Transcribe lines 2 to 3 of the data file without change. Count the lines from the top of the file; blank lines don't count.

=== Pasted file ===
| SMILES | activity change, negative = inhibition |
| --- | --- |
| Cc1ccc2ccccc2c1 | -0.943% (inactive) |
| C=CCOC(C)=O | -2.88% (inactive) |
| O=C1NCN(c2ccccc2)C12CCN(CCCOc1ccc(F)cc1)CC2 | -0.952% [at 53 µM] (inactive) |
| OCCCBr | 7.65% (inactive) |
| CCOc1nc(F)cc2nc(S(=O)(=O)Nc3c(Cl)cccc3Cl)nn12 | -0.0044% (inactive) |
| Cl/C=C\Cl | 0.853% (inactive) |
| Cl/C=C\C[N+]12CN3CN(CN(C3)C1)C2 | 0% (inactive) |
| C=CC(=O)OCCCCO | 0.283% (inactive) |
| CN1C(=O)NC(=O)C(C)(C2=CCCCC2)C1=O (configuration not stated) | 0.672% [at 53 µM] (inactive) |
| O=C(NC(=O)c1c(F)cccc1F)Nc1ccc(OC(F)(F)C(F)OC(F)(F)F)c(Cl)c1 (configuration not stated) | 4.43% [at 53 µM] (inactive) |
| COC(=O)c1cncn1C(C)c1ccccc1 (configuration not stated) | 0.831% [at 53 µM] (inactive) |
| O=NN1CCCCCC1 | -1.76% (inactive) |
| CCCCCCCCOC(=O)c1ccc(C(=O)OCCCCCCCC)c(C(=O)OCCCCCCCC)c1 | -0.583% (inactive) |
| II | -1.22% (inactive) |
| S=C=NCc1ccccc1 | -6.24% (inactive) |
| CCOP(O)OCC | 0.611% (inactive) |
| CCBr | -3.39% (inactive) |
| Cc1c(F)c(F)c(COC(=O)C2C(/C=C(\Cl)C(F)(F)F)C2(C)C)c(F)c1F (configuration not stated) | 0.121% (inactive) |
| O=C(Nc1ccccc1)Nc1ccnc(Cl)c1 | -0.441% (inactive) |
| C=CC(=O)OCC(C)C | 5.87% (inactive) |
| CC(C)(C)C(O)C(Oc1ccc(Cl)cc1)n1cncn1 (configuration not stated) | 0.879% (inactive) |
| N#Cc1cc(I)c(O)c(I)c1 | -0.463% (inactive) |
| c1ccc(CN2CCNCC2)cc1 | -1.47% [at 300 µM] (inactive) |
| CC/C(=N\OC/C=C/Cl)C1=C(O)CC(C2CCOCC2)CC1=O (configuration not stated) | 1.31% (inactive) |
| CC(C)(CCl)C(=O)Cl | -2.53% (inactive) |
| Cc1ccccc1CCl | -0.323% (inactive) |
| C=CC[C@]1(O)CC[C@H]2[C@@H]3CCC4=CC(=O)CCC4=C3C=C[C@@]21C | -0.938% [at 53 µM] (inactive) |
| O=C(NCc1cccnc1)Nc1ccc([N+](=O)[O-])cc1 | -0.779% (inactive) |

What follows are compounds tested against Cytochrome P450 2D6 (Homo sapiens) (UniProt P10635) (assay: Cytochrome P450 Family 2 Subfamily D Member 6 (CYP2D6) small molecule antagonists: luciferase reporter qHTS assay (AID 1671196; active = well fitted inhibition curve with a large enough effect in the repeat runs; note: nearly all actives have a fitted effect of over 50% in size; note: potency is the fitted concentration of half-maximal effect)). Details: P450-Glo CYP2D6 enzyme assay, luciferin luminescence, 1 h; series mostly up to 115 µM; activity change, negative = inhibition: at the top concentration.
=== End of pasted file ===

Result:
| --- | --- |
| Cc1ccc2ccccc2c1 | -0.943% (inactive) |